Great Educators Don’t Teach
People learn new concepts differently. While some students are serial crammers, others do best when they follow the Constructivist Learning Theory. The method advances the view that you’ll learn best through experiencing and analyzing something. The experience part of this strategy allows us to challenge our prevailing beliefs and reconcile with the new information that we’ve encountered.
Regular class lessons teach from the unknown to the known. The constructivist way allows you to learn what you didn’t know from what you previously thought to be true. Along the process, you’ll drop anything that doesn’t align with your newfound knowledge.
Take a case of a teacher teaching his or her class about the shape of the earth. If they are following the Constructivist Learning Theory, they will not immediately declare our planet as being round. Instead, the instructor will give the students an opportunity to arrive at that conclusion or another one via an assignment. Moreover, the teacher will demand that the students provide evidence or at least explain their point of view.
The students will ideally carry out some experiments or other problem-solving techniques to find answers. Additionally, they will consider their beliefs versus the lesson at hand. While the teacher can simply provide answers, that would defeat the point of learning. In such a scenario, an instructor guides the students along their journey to become active students.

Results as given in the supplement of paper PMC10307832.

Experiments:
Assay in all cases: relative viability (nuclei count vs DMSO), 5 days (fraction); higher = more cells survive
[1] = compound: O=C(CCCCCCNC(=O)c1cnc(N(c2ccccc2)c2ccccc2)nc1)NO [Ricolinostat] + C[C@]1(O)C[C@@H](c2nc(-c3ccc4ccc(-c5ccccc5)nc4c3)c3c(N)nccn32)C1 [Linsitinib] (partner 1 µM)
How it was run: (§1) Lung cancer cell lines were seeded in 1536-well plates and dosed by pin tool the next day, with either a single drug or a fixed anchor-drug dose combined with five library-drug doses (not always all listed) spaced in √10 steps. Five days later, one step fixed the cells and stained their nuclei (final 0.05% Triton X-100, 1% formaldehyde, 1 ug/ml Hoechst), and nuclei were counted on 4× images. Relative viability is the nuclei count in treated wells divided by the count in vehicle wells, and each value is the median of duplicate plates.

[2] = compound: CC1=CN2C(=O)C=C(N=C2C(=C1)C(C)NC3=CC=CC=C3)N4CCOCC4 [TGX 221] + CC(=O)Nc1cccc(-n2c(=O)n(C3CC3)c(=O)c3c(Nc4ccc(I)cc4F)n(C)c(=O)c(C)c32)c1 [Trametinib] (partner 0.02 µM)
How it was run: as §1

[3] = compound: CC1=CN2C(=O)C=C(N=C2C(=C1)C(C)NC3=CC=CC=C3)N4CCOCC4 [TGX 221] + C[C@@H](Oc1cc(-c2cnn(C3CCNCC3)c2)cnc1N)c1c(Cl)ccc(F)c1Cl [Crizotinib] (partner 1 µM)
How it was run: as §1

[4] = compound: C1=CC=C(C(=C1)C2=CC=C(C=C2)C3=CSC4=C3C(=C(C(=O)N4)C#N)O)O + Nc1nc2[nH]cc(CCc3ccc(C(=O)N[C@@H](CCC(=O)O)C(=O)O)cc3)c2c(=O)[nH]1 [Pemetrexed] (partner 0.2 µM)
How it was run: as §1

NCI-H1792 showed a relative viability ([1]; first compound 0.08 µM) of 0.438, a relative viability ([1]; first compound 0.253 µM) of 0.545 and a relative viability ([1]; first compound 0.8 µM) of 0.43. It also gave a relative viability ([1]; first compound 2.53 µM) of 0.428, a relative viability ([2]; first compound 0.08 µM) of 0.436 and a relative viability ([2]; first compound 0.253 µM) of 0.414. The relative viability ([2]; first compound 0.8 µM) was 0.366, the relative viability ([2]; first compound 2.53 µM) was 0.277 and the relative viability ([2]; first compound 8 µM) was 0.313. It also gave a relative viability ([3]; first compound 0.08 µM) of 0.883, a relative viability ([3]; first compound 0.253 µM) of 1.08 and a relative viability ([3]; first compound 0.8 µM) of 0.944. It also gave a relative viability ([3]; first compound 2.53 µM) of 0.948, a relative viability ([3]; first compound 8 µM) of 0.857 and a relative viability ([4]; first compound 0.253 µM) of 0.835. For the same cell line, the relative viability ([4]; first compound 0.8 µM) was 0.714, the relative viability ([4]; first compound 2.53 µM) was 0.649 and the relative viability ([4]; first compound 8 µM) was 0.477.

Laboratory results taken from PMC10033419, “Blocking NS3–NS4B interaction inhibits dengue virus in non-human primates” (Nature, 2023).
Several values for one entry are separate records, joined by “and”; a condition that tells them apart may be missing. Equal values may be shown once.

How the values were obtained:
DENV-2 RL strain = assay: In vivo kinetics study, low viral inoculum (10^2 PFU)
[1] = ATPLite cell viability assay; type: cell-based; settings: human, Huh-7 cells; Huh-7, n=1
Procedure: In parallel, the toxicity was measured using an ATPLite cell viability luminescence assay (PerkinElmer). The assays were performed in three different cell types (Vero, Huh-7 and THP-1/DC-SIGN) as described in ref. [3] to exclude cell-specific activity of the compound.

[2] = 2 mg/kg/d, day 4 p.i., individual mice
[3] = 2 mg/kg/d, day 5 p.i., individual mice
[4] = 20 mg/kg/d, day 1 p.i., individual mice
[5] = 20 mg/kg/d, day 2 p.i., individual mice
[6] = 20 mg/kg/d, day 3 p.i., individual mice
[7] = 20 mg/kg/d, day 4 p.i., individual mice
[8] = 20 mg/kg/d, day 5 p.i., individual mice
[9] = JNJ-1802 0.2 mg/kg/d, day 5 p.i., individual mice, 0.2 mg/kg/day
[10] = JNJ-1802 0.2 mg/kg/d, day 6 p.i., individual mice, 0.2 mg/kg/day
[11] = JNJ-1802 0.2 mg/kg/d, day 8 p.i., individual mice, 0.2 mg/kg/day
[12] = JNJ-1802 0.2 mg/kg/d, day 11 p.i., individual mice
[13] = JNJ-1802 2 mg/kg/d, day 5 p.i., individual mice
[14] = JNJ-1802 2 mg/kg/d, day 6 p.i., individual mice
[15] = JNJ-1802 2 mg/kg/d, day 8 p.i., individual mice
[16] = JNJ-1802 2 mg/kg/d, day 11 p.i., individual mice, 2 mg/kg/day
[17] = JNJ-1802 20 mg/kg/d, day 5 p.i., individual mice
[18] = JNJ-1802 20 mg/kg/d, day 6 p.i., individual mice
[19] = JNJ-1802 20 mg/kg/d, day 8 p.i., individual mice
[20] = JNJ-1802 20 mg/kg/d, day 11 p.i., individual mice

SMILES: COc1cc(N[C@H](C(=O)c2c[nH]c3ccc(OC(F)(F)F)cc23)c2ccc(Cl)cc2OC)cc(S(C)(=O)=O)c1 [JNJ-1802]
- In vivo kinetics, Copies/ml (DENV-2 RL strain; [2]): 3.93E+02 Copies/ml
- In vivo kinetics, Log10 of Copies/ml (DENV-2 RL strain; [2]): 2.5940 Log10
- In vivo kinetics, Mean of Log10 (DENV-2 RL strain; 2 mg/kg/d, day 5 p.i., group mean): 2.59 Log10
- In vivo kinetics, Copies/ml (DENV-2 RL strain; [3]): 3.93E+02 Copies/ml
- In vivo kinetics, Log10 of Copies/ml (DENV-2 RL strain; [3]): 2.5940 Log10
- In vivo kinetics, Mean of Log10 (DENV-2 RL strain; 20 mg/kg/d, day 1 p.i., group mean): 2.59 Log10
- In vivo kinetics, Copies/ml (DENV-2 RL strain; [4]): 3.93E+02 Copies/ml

The main concepts that make up the Constructivist Learning Theory are as follows:
- Learning does not happen overnight
- Learning is a collective effort, and the process needs language
- Ineffective learning is passive
- Learning first depends on a person’s mindset before their efforts
- Real experiences provide ideal learning experiences
- Motivation is necessary for learning
As much as the Constructivist Theory is likely to benefit the traditional school system, there are challenges associated with the method:
- The learning process takes precedence over correct answers
- There are subjects where repetitive learning and memorization are necessary to unlock advanced understanding, e.g., math
- Young students require direction so that they know when they’ve reached their learning destination instead of a perpetual journey
- Evaluating the learning process is harder than simply grading answers
Despite these shortcomings, the theory presents real benefits for both teachers and students. However, some adjustments will be necessary, especially from the instructor’s side. You’ll be switching from being the primary source of information to including your students in the teaching process. A functional strategy is to prepare practical questions that pique your students’ curiosity so that they can initiate learning on their own.
While educators take part in teaching, they do so differently. For one, the instructors find ways to liven the class by providing engaging challenges and assignments. They also give students a chance to make their case as the educators guide their efforts.